British Council, London, UK
Ekard Collection, Wassenaar, Holland
David Roberts Arts Foundation, London, UK
Arts Council, England
Arts Council, Northern Ireland
Royal College of Art, London, UK
University of Oxford, Oxford, UK
Bristol Museum and Art Gallery, Bristol, UK
Carlisle Art Gallery and Museum, Carlisle, uK
Ulster Museum and Art Gallery, Belfast, Northern Ireland
Camden Borough Council, London, UK
David Risley Gallery, Copenhagen, Denmark
Michael Simpson has been working on a series of large paintings relating to the same atheist theme since 1989. Called Bench paintings, they relate originally to his intense interest in the infamy of religious history and in particular to the renegade mediæval philosopher Giordano Bruno who, after enduring eight years of torture and interrogation by the Inquisition, was burnt at the stake in Rome’s Campo dei Fiori (the Field of Flowers). Simpson has increasingly come to regard these works as Vanitas paintings. The bench serves as a metaphor of endless waiting, with its associations of confinement, alienation, restraint, and industrialised death, it is a place where justice and injustice are administered. In this way the paintings can be considered as meditations on death. Although the work is clearly contemporary its main influences originate from 15th century Venetian and early Flemish painting. The bench also serves as a fixed, coherent form within the paintings. A structure through which Simpson explores the pure language of painting–form, colour, composition–through imagery without figures yet implying a profound human presence.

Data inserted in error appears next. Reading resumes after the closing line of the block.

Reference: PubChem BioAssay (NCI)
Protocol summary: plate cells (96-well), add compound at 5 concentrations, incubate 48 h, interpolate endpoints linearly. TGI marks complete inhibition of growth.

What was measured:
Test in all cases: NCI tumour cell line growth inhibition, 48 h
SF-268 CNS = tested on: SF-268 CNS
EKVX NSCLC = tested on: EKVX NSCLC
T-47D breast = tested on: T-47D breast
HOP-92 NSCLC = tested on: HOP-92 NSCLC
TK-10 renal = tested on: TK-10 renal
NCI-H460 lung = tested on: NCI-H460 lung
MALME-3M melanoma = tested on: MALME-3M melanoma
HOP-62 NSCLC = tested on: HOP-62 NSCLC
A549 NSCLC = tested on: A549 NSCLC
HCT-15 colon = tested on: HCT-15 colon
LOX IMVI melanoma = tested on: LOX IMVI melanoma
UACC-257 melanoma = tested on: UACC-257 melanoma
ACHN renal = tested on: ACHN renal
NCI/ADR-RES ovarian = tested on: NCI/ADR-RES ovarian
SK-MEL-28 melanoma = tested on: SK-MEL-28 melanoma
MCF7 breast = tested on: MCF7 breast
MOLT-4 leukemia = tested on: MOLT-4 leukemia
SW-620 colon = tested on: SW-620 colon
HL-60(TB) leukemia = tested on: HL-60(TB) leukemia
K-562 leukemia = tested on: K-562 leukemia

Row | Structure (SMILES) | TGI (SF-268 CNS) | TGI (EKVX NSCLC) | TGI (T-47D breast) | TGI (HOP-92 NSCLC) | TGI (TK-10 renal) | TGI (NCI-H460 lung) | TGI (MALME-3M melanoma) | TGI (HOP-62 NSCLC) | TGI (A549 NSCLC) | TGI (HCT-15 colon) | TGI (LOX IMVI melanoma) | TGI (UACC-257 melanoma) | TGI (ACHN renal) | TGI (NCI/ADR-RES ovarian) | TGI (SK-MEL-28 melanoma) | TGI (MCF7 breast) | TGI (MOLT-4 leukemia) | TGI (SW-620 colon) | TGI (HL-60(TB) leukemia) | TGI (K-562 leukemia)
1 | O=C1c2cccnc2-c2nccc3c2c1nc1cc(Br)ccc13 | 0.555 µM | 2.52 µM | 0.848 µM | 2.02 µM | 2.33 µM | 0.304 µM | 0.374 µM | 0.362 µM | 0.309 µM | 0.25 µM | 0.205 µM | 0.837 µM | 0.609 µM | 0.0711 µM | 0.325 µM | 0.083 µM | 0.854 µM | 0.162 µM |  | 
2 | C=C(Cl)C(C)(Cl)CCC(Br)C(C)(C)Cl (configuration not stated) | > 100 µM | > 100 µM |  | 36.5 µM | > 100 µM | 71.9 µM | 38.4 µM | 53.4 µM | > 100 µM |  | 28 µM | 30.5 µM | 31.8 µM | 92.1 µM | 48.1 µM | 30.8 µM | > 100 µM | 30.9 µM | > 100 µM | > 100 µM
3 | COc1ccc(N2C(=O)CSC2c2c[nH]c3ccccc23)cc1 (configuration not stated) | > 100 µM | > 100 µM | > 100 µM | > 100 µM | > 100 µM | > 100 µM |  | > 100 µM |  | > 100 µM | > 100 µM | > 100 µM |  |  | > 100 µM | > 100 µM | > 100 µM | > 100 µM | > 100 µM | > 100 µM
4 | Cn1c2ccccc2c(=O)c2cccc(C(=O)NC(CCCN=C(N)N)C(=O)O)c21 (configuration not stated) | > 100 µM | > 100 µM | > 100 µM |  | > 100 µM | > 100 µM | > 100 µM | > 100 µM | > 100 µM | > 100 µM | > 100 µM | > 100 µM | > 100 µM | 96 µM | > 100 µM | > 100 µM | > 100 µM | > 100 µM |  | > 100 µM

Simpson’s first solo show was at Piccadilly Gallery in 1964. He has since exhibited continuously including solo shows in London at Arnolfini Gallery, Bristol Museum and Art Gallery, and Serpentine Gallery. He has been included in group exhibitions at institutions such as Hayward Gallery, White Cube, and the Royal College of Art in London, and Fitzwilliam Museum in Cambridge.
Courtesy of David Risley Gallery